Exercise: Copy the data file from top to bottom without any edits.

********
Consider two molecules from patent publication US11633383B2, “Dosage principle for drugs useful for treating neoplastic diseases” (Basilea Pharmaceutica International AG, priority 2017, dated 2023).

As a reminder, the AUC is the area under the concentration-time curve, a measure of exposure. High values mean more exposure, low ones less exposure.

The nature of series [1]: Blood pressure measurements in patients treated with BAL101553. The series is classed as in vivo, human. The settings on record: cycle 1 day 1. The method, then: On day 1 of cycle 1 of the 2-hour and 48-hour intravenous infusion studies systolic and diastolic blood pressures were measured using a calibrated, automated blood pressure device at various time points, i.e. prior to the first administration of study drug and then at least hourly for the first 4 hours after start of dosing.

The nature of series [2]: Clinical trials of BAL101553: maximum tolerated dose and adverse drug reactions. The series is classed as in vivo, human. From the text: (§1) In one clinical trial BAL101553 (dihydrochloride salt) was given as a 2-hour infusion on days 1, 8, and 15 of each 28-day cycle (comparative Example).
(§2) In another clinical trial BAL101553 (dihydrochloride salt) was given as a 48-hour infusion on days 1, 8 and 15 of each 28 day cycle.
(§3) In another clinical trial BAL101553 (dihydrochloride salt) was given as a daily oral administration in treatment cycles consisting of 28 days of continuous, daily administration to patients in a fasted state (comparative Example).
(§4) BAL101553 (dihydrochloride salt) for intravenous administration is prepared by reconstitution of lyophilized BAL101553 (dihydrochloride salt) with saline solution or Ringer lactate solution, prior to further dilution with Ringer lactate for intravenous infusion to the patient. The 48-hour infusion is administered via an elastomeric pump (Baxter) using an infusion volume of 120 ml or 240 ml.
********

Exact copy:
Consider two molecules from patent publication US11633383B2, “Dosage principle for drugs useful for treating neoplastic diseases” (Basilea Pharmaceutica International AG, priority 2017, dated 2023).

As a reminder, the AUC is the area under the concentration-time curve, a measure of exposure. High values mean more exposure, low ones less exposure.

The nature of series [1]: Blood pressure measurements in patients treated with BAL101553. The series is classed as in vivo, human. The settings on record: cycle 1 day 1. The method, then: On day 1 of cycle 1 of the 2-hour and 48-hour intravenous infusion studies systolic and diastolic blood pressures were measured using a calibrated, automated blood pressure device at various time points, i.e. prior to the first administration of study drug and then at least hourly for the first 4 hours after start of dosing.

The nature of series [2]: Clinical trials of BAL101553: maximum tolerated dose and adverse drug reactions. The series is classed as in vivo, human. From the text: (§1) In one clinical trial BAL101553 (dihydrochloride salt) was given as a 2-hour infusion on days 1, 8, and 15 of each 28-day cycle (comparative Example).
(§2) In another clinical trial BAL101553 (dihydrochloride salt) was given as a 48-hour infusion on days 1, 8 and 15 of each 28 day cycle.
(§3) In another clinical trial BAL101553 (dihydrochloride salt) was given as a daily oral administration in treatment cycles consisting of 28 days of continuous, daily administration to patients in a fasted state (comparative Example).
(§4) BAL101553 (dihydrochloride salt) for intravenous administration is prepared by reconstitution of lyophilized BAL101553 (dihydrochloride salt) with saline solution or Ringer lactate solution, prior to further dilution with Ringer lactate for intravenous infusion to the patient. The 48-hour infusion is administered via an elastomeric pump (Baxter) using an infusion volume of 120 ml or 240 ml.